A Quick Question on Valid Set Builder Notation

Hello; today my Precalculus teacher gave this definition for the set of rational numbers:

$\displaystyle Q= \{ r|r= \frac{a}{b} ,a,b \in Z,b \not =0 \}$

Couldn't this be interpreted to mean that r equals both a/b and a, that b belongs to Z (the set of integers), and that b is not equal to zero?

Shouldn't it be:

$\displaystyle Q= \{ r|r= \frac{a}{b} , \{a,b \} \in Z,b \not =0 \}$

or

$\displaystyle Q= \{ r|r= \frac{a}{b} ;a,b \in Z,b \not =0 \}$?

Thanks,

yottaflop

Re: A Quick Question on Valid Set Builder Notation

Quote:

Originally Posted by

**yottaflop** Hello; today my Precalculus teacher gave this definition for the set of real numbers:

$\displaystyle Q= \{ r|r= \frac{a}{b} ,a,b \in Z,b \not =0 \}$

Couldn't this be interpreted to mean that r equals both a/b and a, that b belongs to Z (the set of integers), and that b is not equal to zero?

Shouldn't it be:

$\displaystyle Q= \{ r|r= \frac{a}{b} , \{a,b \} \in Z,b \not =0 \}$

or

$\displaystyle Q= \{ r|r= \frac{a}{b} ;a,b \in Z,b \not =0 \}$?

Thanks,

yottaflop

Your Precalculus teacher is wrong!

$\displaystyle \mathbb{Q} $ is set of all **rational numbers**.

Here you can find some information:

Real number - Wikipedia, the free encyclopedia

Rational number - Wikipedia, the free encyclopedia

Re: A Quick Question on Valid Set Builder Notation

Hello, yottaflop!

A few spaces will provode clarity.

. . $\displaystyle Q \:=\: \{ r\,|\,r= \tfrac{a}{b},\;a,b \in Z,\;b \ne 0 \}$

I seriously doubt that a textbook would write it like this:

. . $\displaystyle Q\!=\!\{r|r\!=\!\tfrac{a}{b},\!a,\!b\!\in\!Z,\!b\! \ne\!0\}$

If it does, it may bring back public flogging.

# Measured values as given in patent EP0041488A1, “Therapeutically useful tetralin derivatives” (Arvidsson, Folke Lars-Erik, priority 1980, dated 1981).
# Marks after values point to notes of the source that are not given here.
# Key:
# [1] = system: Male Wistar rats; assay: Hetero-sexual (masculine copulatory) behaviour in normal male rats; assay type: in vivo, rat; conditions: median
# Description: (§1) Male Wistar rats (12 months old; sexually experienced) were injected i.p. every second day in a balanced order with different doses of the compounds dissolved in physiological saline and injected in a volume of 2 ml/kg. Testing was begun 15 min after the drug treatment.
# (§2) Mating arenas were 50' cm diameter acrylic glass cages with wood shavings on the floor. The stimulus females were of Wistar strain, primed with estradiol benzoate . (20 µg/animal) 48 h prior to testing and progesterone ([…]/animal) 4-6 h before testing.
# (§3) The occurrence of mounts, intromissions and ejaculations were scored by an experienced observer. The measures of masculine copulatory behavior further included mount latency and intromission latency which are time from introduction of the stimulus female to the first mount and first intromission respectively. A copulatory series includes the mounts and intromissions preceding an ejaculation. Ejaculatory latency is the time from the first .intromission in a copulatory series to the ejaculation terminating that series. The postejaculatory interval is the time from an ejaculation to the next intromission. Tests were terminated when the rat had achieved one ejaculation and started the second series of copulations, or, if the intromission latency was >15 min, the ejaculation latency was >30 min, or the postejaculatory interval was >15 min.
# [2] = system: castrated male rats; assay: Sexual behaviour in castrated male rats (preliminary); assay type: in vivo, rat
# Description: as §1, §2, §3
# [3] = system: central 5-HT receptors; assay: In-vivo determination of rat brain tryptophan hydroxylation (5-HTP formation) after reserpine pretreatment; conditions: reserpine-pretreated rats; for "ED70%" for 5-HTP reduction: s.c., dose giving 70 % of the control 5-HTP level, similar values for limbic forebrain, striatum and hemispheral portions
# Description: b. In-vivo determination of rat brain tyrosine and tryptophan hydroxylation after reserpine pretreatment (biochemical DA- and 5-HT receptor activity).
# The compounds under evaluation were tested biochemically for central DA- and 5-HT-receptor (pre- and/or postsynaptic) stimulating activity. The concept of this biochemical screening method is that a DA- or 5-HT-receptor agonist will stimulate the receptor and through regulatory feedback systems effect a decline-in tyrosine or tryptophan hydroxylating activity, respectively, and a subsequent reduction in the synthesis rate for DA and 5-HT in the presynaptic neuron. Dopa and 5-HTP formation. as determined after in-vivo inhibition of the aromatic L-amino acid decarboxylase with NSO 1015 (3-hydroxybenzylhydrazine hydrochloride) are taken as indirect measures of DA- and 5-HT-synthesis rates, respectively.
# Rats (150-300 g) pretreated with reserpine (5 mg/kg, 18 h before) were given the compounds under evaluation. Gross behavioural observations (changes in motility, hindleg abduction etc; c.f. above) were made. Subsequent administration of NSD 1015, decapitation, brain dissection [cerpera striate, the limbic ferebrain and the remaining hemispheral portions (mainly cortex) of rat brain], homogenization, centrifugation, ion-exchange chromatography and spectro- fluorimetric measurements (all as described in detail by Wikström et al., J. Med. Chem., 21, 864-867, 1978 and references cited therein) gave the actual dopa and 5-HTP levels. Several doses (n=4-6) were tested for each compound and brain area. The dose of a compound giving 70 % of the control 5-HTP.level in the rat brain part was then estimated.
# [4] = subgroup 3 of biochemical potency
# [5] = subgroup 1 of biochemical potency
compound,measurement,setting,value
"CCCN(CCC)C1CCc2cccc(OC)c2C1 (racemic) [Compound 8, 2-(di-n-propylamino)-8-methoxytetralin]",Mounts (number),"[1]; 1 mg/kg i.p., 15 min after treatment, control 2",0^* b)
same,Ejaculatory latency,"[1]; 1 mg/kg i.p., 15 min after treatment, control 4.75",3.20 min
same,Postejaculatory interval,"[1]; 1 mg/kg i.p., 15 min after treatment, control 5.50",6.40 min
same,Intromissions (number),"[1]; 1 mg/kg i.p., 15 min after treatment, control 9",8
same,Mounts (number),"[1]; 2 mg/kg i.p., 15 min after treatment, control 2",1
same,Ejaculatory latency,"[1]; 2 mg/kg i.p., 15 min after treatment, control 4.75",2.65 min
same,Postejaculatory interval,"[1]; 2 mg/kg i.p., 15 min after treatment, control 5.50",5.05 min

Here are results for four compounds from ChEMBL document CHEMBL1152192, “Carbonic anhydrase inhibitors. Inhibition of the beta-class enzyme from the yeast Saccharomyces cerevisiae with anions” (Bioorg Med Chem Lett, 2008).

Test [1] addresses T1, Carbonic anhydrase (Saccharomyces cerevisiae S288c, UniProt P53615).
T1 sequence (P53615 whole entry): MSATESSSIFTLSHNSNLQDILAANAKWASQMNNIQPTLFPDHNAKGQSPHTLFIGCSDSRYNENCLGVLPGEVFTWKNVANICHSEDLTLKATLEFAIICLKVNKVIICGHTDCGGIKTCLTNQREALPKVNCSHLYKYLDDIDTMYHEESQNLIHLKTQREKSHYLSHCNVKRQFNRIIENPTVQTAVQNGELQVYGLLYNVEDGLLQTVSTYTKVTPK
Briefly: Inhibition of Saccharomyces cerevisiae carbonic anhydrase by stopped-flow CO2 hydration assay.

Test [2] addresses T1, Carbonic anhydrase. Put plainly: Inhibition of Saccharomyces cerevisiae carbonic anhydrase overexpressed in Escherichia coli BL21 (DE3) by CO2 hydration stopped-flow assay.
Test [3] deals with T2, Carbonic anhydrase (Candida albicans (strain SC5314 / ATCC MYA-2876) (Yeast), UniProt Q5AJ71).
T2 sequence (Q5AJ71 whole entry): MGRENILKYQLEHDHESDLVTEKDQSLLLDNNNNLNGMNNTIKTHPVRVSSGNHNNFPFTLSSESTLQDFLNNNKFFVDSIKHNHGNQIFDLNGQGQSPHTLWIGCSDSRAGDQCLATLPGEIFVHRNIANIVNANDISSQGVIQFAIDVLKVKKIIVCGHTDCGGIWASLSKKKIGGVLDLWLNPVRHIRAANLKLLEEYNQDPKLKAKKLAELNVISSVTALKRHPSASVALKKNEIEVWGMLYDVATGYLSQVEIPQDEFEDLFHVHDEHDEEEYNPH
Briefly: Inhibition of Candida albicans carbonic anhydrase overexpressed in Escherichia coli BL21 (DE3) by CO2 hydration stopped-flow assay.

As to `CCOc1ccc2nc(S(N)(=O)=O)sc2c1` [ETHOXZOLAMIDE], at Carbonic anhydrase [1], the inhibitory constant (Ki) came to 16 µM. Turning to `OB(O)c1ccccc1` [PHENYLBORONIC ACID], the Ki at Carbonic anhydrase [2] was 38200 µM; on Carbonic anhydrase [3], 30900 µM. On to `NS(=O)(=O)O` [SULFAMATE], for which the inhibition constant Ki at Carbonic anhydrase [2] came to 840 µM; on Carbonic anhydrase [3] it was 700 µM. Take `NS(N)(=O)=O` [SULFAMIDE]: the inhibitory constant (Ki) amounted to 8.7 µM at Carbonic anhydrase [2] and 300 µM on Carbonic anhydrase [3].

Re: A Quick Question on Valid Set Builder Notation

Thank you both; Also sprach: that was a typo on my part, sorry for the confusion. I've edited my original post to fix it.

Re: A Quick Question on Valid Set Builder Notation

Quote:

Originally Posted by

**Soroban** Hello, yottaflop!

A few spaces will provode clarity.

. . $\displaystyle Q \:=\: \{ r\,|\,r= \tfrac{a}{b},\;a,b \in Z,\;b \ne 0 \}$

I seriously doubt that a textbook would write it like this:

. . $\displaystyle Q\!=\!\{r|r\!=\!\tfrac{a}{b},\!a,\!b\!\in\!Z,\!b\! \ne\!0\}$

If it does, it may bring back public flogging.

I will direct you to this scrappy pack of textbook editors that have decided monkeys para-shooting out of planes and tightrope walking clowns will 'help' explain the math...

Re: A Quick Question on Valid Set Builder Notation

Quote:

Originally Posted by

**yottaflop** Hello; today my Precalculus teacher gave this definition for the set of rational numbers:

$\displaystyle Q= \{ r|r= \frac{a}{b} ,a,b \in Z,b \not =0 \}$

=Couldn't this be interpreted to mean that r equals both a/b and a, that b belongs to Z (the set of integers), and that b is not equal to zero?

Shouldn't it be:

$\displaystyle Q= \{ r|r= \frac{a}{b} , \{a,b \} \in Z,b \not =0 \}$

or

$\displaystyle Q= \{ r|r= \frac{a}{b} ;a,b \in Z,b \not =0 \}$?

Thanks,

yottaflop

The second is better than what you initially give. The first of your suggestions is definitely wrong since it is requiring that the **set**, {a, b}, be an integer!